Hong Kong shares rise on hopes for new inflows from the mainland
May 26 (Reuters) - Hong Kong shares flirted with seven-year highs on Tuesday, as investors returning from Monday's holiday piled into stocks after Beijing's newly-unveiled cross-border investment scheme fuelled expectations of more money inflows from the mainland.
The Hang Seng index rose 0.9 percent, to 28,249.86, while the China Enterprises Index gained 2.6 percent, to 14,801.94 points.
Markets in both places were encouraged by a cross-border investment plan announced over the weekend that would let funds domiciled in Hong Kong and China be sold in each others' markets, starting July 1.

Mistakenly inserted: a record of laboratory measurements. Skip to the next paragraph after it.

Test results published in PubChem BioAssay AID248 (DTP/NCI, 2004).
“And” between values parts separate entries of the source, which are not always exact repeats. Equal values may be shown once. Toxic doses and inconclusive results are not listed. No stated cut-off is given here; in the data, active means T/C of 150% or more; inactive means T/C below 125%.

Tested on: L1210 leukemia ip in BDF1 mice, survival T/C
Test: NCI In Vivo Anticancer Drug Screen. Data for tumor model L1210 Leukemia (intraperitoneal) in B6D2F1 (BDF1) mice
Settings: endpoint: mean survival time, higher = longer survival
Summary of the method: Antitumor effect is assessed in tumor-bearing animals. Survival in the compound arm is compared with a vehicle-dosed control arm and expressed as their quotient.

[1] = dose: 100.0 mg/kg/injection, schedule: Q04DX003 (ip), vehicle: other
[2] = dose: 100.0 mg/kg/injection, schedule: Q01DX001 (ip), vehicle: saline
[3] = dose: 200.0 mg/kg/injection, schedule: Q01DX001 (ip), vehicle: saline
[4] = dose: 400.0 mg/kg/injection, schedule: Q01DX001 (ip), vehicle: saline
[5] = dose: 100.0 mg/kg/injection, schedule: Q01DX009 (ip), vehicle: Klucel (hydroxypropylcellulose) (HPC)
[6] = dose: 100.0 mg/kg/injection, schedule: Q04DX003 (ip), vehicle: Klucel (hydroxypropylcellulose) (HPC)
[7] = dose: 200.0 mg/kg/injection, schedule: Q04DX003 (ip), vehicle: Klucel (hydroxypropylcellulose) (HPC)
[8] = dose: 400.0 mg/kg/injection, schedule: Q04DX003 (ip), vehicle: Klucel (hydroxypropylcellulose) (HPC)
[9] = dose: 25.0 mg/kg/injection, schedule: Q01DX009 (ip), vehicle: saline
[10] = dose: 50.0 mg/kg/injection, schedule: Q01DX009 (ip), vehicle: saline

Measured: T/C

The scheme, called mutual fund recognition, "will bring a fresh flood of mainland capital to Hong Kong's market and is a big positive for the city's stocks", China Investment Securities (HK) said in a note to clients on Tuesday.
Lu Wenjie, a strategist at UBS Securities, estimates that Chinese investors could potentially pump 200 billion yuan ($32.3 billion) into Hong Kong stocks in the next two to three quarters, as Beijing is likely to guide excessive liquidity in the domestic market to Hong Kong.
China launched the landmark Shanghai-Hong Kong stock connect last November and plans to roll out a similar investment link between Hong Kong and Shenzhen this year.
Shares in Hong Kong Exchanges and Clearing Ltd jumped 5.4 percent to record highs, as investors bet that the bourse would benefit from accelerated opening of China's capital markets. (Reported by Samuel Shen and Pete Sweeney; Editing by Richard Borsuk)
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